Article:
Surgical errors: The surprising frequency of never events

Surgical errors, or ‘never events’ occur more frequently than some people think and may have long-lasting effects.

Surgeons and nurses are some of the most trusted professions in Ohio and across America. Countless people put their lives in the hands of these medical experts everyday as they enter the operating room for both minor and major procedures. Despite the keen accuracy of surgical professionals, however, they are humans and humans make mistakes. When surgeons make mistakes, it can cause severe injuries and even death.

The facts

Surgical mistakes are often referred to as 'never events' due to the fact that they are preventable and should never occur in the operating room. Still 'never events' happen at least 4,000 times every year throughout the U.S., according to research conducted by Johns Hopkins University. This equates to nearly 80 surgical errors each week. These numbers are thought to be even higher, as some surgical mistakes go undetected and/or unreported.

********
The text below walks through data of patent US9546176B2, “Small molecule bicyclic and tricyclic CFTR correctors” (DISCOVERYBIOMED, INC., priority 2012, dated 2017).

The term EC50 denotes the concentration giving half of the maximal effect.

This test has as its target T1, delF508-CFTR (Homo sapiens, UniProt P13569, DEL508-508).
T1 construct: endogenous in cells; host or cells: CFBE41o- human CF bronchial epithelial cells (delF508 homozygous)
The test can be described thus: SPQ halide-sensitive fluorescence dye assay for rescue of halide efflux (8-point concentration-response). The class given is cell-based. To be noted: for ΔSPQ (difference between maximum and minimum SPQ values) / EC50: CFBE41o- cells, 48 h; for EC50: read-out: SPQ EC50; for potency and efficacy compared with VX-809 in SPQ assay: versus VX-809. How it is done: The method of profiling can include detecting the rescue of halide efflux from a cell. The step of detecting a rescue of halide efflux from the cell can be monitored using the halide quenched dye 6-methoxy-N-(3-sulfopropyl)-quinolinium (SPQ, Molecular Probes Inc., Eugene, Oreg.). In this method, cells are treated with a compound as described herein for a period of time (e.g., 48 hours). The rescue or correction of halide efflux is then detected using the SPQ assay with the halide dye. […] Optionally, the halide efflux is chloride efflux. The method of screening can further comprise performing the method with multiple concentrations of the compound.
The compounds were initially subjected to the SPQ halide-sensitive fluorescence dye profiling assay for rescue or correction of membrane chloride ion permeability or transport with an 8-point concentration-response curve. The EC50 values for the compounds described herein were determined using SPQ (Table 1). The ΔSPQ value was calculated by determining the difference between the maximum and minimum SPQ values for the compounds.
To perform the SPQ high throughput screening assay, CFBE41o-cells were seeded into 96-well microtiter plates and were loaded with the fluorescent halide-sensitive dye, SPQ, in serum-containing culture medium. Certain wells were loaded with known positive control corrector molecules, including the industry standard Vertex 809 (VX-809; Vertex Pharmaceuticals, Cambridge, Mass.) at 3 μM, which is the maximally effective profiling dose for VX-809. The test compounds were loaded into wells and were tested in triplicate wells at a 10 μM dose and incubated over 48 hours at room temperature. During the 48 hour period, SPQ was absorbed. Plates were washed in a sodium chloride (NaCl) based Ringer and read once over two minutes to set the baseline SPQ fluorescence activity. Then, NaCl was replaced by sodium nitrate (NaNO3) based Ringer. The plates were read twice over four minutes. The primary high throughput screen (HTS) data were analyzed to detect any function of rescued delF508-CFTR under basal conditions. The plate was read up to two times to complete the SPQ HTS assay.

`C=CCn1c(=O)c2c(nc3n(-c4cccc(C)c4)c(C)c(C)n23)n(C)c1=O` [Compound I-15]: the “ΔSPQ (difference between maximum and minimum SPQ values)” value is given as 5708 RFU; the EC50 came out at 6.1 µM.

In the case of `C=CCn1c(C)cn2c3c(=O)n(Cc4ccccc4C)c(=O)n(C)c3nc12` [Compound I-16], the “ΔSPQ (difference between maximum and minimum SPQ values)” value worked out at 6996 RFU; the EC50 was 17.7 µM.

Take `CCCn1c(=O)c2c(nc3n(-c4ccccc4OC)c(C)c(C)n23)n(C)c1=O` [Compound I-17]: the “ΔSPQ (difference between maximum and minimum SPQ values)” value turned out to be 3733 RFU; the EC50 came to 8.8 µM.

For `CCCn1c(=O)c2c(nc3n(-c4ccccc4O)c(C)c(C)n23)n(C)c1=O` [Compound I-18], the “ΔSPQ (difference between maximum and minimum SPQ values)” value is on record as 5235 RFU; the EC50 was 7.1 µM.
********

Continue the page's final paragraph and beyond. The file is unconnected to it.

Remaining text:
Retained surgical items

One of the most common types of surgical errors involves retained surgical items within a patient's operating site. Surgical sponges are frequently used in procedures to soak up excess bodily fluids around the surgical site. As the sponges become soaked with blood, however, they tend to blend into the organs and may get left behind when the surgeon stitches up the patients' incision. Once left inside, sponges can adhere to bodily organs and cause major infections, which can spread throughout the body.

Institutions have implemented several programs to minimize the risk of retained surgical items. Surgical technicians perform a count before the procedure, and then periodically throughout the procedure to ensure nothing has been left inside the patient. Yet, these counts are not always accurate and can lead to a mistake.

Other types of errors

Surgical errors can also occur when surgeons perform the wrong procedure on the wrong patient or operate on the wrong body part. For example, the surgeon may perform a knee replacement on the right knee instead of the left. Not only does this require the patient to go through another painful procedure, but it leads to additional expenses and recovery time as well. The patient is exposed to the risk of infection, and may not fully recover from the mistaken procedure.

Upholding your rights

If you are the victim of medical negligence, you may want to contact an attorney in Ohio regarding your legal rights. You may be eligible for compensation for your pain, suffering, medical expenses and lost wages from work. Whether the surgeon made an error during your procedure or you another form of medical malpractice has occurred, you deserve to have fair and aggressive representation in court.